Hosta Plant Varieties
Discover the amazing variety of forms, colors and textures available in different types of hostas. This incredible group of perennials features more than 8,000 named cultivars. There’s definitely a hosta to please every single gardener. The many different hosta varieties originally came from roughly 40 hosta species native to China, Japan and the islands of South Korea.
Hosta varieties cover the gamut in terms of size. Tiny miniature types grow 2 inches tall and 4 to 6 inches wide, and gargantuan hosta varieties reach a mature size of 48 inches across and 60 inches tall.
Small hosta varieties offer an ideal size for planting along walkways, in shady rock gardens or in fairy gardens. To keep small plants from disappearing among full-size counterparts, many gardeners tuck miniature types of hostas into containers. This technique works especially well in mild-winter regions, where temperatures aren’t cold enough to damage the plants.
The names of miniature hostas usually contain clues that the plants are small, such as ‘Baby Booties’ (5 inches tall, 19 inches wide), ‘Bitsy Gold’ (8 inches tall, 21 inches wide) or ‘Blue Mouse Ears’ (8 inches tall, 12 inches wide). Most nurseries that specialize in selling many hosta varieties usually have lists of miniature types.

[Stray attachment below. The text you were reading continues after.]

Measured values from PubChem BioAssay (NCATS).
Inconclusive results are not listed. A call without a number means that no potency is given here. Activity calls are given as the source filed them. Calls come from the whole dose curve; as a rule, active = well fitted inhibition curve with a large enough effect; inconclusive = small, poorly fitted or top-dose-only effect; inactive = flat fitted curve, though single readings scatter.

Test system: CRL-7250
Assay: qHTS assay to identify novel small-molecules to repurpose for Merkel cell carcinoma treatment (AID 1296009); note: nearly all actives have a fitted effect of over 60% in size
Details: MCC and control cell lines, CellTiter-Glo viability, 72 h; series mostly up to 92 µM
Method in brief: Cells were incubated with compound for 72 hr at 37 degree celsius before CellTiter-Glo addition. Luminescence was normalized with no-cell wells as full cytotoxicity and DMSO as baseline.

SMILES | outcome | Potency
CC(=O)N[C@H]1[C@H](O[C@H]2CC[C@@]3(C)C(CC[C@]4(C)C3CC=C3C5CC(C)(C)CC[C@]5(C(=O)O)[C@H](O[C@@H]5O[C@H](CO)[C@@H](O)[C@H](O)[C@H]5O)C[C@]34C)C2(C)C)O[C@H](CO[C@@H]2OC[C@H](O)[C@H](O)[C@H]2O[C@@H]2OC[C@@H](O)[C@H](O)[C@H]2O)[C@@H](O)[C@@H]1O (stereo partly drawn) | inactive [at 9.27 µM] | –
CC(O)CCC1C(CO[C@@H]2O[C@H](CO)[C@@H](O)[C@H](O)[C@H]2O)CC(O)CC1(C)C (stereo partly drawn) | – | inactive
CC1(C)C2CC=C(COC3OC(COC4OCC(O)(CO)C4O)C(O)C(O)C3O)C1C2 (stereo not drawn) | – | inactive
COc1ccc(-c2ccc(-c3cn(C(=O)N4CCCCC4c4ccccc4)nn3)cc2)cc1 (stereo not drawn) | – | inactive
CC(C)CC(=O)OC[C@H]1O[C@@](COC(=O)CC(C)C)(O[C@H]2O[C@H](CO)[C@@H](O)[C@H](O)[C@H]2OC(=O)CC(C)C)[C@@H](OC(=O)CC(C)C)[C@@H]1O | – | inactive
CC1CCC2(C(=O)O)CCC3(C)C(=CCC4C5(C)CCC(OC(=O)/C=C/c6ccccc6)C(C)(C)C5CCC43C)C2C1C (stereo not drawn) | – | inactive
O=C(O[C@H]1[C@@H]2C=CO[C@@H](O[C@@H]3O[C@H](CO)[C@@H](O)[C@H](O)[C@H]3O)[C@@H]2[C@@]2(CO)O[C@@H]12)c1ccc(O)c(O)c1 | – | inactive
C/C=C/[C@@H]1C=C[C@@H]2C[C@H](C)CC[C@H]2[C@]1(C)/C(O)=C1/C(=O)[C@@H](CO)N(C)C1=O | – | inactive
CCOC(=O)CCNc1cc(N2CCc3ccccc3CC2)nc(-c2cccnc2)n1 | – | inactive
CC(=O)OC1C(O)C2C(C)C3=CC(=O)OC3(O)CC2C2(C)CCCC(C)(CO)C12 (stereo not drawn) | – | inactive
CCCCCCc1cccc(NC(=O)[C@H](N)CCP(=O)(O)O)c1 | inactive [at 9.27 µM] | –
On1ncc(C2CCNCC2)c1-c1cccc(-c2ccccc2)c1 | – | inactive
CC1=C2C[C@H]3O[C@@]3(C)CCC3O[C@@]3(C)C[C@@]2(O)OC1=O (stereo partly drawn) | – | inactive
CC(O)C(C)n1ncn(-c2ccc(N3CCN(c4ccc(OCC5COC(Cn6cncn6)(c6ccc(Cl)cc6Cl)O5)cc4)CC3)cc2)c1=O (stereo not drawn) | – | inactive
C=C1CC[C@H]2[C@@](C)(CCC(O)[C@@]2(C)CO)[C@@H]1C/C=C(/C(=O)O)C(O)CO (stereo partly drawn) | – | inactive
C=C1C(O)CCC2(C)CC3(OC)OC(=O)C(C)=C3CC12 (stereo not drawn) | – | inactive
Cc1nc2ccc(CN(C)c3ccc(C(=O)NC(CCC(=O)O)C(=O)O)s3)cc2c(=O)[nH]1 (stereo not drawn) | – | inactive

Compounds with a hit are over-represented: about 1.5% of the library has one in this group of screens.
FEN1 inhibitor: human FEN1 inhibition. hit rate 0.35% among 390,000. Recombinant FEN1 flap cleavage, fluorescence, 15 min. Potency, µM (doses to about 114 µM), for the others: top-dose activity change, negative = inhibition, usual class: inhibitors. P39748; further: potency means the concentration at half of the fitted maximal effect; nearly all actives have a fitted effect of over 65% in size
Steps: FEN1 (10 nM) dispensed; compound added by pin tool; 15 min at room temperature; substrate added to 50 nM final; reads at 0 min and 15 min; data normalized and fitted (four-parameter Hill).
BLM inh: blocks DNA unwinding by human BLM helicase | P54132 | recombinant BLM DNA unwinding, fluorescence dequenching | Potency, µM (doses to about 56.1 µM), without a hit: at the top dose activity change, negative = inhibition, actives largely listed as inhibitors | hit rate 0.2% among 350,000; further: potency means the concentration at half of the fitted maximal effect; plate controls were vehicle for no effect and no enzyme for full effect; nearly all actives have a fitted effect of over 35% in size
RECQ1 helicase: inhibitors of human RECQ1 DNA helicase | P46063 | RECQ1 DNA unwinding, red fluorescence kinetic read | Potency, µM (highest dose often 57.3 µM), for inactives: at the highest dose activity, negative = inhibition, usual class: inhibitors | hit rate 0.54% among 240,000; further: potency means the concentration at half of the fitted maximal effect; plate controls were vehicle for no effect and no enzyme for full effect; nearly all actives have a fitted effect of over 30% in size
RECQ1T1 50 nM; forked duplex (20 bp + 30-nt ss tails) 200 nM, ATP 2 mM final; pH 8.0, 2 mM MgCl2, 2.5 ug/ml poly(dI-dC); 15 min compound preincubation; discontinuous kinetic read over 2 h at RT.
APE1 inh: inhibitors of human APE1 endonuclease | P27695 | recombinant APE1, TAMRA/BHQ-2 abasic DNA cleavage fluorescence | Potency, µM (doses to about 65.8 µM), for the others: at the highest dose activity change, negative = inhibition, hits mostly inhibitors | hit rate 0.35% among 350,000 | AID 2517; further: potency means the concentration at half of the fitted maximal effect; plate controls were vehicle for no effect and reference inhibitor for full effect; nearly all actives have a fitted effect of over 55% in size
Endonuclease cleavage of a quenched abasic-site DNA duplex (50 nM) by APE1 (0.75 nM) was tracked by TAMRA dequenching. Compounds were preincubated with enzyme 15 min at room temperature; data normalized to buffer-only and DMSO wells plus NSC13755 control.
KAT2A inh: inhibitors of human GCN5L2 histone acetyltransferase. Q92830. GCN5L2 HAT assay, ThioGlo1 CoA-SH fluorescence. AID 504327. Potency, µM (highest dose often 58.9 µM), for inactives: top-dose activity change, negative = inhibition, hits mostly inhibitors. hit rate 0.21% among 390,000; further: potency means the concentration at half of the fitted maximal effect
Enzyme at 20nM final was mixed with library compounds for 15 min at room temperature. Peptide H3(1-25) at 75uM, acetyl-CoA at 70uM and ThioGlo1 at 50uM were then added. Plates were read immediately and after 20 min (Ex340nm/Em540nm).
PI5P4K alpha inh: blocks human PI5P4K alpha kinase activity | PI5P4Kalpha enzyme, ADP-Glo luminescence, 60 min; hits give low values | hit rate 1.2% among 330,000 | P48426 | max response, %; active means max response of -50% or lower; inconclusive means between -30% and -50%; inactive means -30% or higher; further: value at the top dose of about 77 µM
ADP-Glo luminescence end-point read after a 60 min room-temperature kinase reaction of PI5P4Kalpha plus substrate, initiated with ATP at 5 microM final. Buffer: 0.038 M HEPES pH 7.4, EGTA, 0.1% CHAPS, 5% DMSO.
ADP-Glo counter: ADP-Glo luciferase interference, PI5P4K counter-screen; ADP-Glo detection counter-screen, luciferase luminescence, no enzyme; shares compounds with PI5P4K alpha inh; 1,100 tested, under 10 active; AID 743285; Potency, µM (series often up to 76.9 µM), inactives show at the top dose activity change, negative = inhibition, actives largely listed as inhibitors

Giant hostas also frequently have names that contain clues to the plant’s size. A few larger-than-life hostas include ‘Bigga Luigi’ (25 inches tall, 80 inches wide), ‘Big Daddy’ (25 inches tall, 66 inches wide), ‘Kingsize’ (48 inches tall, 84 inches wide) and ‘Frost Giant’ (28 inches tall, 72 inches wide). One of the most well known giant hostas is ‘Empress Wu’, which grows to a hefty 48 inches tall and 60 to 72 inches wide, with individual leaves up to 18 inches across.
Giant hosta varieties can hold their own anywhere in a landscape, but look especially lovely planted beneath mature trees, atop retaining walls or as part of a hosta garden that fills a shady area. Pair large hosta varieties with shrubs and small trees to create plant combinations that are to scale. Or achieve the same effect by planting large and medium hostas side by side. Just be sure to space plants properly to avoid having the large one engulf the smaller.
Slug-resistant types of hostas make it possible to grow these leafy perennials with less slug and snail damage. The slug-resistant hostas typically offer leaves that are thicker, blue or have a seersucker texture. The names of classic slug-resistant hostas, like ‘Sum and Substance’, ‘One Man’s Treasure’ and ‘Praying Hands’, don’t give a clue about their non-appeal to slugs. Others, like ‘Alligator Shoes’, ‘Rhino Hide’ and ‘Bulletproof’, offer names that are more forthcoming in terms of slug resistance.
Other hosta varieties offer outstanding leaf color in shades of blue, gold, chartreuse and variegated patterns. There’s even a white leaf hosta, ‘White Feather’. It’s worth a visit to a garden center or nursery that specializes in hostas if you’re considering filling a shady area of your yard with these leafy wonders. You’ll discover the vast array of hosta varieties available, including ones that open fragrant flowers.